High-flying U of S Huskies savouring chance to play for Vanier Cup

·3 min read
Adam Machart leads a vaunted Huskie ground game. (Josh Schaefer/Huskie Athletics/GetMyPhoto.ca - image credit)
Adam Machart leads a vaunted Huskie ground game. (Josh Schaefer/Huskie Athletics/GetMyPhoto.ca - image credit)

Players usually say they have been working toward a national championship all year. But for the University of But it's been a two-year journey for the University of Saskatchewan Huskies football team, after last year's season was cancelled because of the pandemic.

"This is the pinnacle and is what we work for all off-season and all season to get to," said Huskie fourth-year running back Adam Machart.

He and the team are preparing for Saturday's 2021 Vanier Cup, Canadian university football's national championship.

"You visualize being here, you mentally prepare, so we're feeling ready to go."

Bob Holtsman for Get My Photo/Huskie Athletics
Bob Holtsman for Get My Photo/Huskie Athletics

The Huskies will square off against the Western Mustangs in Quebec City.

It's been 15 years since the University of Saskatchewan Huskies last played in the Vanier Cup. They lost 13-8 to the Laval Rouge et Or in 2006 at home in frigid conditions.

Machart, a first team all-Canadian back in 2019, has saved his best for the playoffs.

Last Saturday, in a 14-10 win over the Montreal Carabins, Machart rushed for 158 yards and scored a pair of touchdowns, including the winner with five seconds left.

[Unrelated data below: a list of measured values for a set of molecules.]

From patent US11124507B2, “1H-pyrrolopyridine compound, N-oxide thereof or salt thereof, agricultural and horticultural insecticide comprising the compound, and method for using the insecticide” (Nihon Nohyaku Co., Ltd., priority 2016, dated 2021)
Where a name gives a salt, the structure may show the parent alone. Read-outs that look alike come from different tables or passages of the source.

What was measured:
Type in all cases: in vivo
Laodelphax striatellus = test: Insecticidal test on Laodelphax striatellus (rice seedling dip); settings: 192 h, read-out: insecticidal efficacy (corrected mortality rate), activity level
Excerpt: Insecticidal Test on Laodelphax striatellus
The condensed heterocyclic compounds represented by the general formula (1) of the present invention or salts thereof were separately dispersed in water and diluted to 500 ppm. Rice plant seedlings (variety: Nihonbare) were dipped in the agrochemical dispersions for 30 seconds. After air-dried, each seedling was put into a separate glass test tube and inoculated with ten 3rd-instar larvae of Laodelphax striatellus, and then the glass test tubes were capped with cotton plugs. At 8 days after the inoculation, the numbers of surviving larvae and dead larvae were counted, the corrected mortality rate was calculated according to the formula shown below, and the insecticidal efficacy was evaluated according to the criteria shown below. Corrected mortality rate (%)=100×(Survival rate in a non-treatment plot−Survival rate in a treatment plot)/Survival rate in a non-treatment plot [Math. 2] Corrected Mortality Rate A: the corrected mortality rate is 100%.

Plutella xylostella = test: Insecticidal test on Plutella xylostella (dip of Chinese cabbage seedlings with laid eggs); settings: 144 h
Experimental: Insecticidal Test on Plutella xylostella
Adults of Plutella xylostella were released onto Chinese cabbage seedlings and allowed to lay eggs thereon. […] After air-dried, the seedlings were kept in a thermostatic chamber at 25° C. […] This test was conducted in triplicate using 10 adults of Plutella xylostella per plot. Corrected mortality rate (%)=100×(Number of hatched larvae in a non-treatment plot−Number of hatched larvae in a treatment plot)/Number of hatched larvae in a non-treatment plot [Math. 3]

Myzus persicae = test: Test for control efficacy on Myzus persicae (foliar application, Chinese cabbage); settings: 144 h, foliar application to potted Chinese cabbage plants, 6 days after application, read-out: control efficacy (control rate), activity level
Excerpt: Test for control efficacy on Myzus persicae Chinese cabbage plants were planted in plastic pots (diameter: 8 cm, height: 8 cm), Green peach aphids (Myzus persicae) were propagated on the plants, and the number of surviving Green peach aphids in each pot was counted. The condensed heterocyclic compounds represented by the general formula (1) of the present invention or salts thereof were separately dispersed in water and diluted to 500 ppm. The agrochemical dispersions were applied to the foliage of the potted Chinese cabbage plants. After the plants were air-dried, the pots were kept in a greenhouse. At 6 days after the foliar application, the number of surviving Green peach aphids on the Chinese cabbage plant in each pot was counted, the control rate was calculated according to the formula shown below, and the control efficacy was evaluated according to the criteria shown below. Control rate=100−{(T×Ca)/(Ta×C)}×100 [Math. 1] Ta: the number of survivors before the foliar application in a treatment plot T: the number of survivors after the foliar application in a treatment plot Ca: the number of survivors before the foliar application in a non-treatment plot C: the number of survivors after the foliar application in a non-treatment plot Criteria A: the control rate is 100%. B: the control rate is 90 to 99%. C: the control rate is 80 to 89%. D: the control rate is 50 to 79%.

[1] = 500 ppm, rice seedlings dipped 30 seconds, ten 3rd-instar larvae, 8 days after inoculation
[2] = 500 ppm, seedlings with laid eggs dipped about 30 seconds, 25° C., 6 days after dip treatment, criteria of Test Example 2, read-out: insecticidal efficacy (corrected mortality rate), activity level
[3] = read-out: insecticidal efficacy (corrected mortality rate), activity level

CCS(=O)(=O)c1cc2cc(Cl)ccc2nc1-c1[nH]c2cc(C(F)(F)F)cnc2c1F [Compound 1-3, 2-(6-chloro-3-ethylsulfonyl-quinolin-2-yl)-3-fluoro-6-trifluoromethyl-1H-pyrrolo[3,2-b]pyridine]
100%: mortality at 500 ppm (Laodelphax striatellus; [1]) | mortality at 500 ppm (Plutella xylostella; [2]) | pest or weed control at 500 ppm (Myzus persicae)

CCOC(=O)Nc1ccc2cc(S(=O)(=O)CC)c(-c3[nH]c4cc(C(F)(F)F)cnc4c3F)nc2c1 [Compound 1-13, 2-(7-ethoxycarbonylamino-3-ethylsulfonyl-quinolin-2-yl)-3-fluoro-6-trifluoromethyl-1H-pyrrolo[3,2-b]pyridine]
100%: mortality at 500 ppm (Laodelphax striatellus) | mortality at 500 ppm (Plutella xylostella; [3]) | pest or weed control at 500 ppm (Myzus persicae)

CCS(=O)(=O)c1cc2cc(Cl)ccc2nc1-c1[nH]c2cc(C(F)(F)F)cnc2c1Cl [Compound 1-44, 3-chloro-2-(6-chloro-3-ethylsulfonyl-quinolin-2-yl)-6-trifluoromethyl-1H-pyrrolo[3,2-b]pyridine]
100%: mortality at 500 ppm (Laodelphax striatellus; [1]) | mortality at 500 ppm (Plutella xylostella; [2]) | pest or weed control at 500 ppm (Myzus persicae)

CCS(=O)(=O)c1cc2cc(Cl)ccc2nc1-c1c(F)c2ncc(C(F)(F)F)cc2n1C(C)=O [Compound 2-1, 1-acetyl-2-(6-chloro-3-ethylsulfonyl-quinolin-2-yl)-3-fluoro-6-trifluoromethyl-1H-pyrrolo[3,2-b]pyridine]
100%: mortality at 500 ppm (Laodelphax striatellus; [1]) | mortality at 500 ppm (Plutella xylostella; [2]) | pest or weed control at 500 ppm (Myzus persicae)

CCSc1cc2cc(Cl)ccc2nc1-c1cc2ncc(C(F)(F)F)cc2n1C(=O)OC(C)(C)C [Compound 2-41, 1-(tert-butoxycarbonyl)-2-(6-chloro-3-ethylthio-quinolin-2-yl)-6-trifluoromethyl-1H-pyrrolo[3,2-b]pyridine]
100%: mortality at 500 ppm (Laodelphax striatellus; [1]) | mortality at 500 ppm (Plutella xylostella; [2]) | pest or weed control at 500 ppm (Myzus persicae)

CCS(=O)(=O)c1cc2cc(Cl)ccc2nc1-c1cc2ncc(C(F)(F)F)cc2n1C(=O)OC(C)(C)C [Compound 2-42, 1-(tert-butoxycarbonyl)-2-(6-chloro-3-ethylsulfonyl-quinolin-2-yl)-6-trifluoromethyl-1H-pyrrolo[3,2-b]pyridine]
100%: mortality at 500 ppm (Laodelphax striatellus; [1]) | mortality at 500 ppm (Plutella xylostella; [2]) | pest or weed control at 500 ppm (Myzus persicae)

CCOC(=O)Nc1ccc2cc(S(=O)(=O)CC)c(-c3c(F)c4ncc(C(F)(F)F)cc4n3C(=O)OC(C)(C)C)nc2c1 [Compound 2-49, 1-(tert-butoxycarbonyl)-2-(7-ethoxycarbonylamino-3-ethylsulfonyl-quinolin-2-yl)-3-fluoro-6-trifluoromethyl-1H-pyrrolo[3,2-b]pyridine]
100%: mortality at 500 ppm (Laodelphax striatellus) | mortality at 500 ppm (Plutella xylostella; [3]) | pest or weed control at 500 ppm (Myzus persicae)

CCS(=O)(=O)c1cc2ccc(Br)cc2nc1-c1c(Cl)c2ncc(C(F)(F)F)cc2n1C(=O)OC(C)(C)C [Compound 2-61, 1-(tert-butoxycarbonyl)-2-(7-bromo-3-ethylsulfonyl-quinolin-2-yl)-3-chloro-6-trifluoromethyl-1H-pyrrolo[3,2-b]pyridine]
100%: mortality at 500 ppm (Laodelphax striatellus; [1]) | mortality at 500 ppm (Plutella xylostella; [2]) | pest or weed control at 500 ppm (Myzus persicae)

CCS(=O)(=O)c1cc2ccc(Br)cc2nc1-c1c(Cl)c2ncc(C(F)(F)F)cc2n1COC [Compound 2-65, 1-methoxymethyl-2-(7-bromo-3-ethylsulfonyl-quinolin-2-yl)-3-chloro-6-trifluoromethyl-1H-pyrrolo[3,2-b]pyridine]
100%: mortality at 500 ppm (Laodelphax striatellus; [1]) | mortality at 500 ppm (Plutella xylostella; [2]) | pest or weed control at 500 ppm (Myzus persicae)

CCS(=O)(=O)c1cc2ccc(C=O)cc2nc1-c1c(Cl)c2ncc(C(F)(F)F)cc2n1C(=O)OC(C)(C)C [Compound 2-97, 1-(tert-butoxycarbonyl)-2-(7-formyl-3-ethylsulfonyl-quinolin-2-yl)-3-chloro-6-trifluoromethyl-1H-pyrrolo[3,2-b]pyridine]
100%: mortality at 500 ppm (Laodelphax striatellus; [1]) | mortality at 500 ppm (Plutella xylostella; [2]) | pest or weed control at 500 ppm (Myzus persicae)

Machart said the Huskies have had a lot of success in third and fourth quarters. He said the offensive line, which averages more than 300 pounds per player, is a big reason why the Huskies have been so successful on the ground.

"There's no quit in those guys," he said.

"That just shows the resilience of those guys. I wouldn't be in the position I am without those guys."

Bob Holtsman for Get My Photo/Huskie Athletics
Bob Holtsman for Get My Photo/Huskie Athletics

Husky linebacker Nick Wiebe, who came to the Huskies this year after playing for the University of Oregon, is savouring this playoff run.

"It's been awesome," said Wiebe, who has been a stalwart on defence. "I don't think I've been around a tighter-knit group than these guys."

The last time these two teams met was in the 2018 Mitchell Bowl, with the Mustangs downing the Huskies 47-24.

They have competed in two previous Vanier Cups — in 1989 with Western winning 35-10 and again in 1994 where Western prevailed 50-40 in overtime.

Wiebe said clogging up the Mustangs' running game is the first priority.

"[They're] a hard-nosed downhill football team that is going to try to hit you in the mouth every play and I think we look forward to playing that kind of game," Wiebe said.

"We take pride in being a pretty gritty group on defence. So I think we're looking forward to the challenge."

Josh Schaefer/Huskie Athletics/GetMyPhoto.ca
Josh Schaefer/Huskie Athletics/GetMyPhoto.ca

Machart said scoring early is key to keeping the Mustangs on their heels.

"Making them have to take those long drives and trying to play catch up plays to our favour," he said.

"They're a big physical team, so you've got to keep your head on a swivel. Guys like that they love to hit. But you know, that's OK, we do too."

Wiebe said he felt this was a team could make a deep playoff run as soon as he joined the club.

"I saw the work ethic that these guys have and the work that they put in these past few years," Wiebe said. "When you have a team with the stature of ours and the history of ours and the talent that we have on our team, I think the expectation is always, you know, national championships."

Machart said he is looking forward to the challenge on Saturday.

"We've been working toward this for a long time," he said.

"The time has finally come and we get to put it all down."

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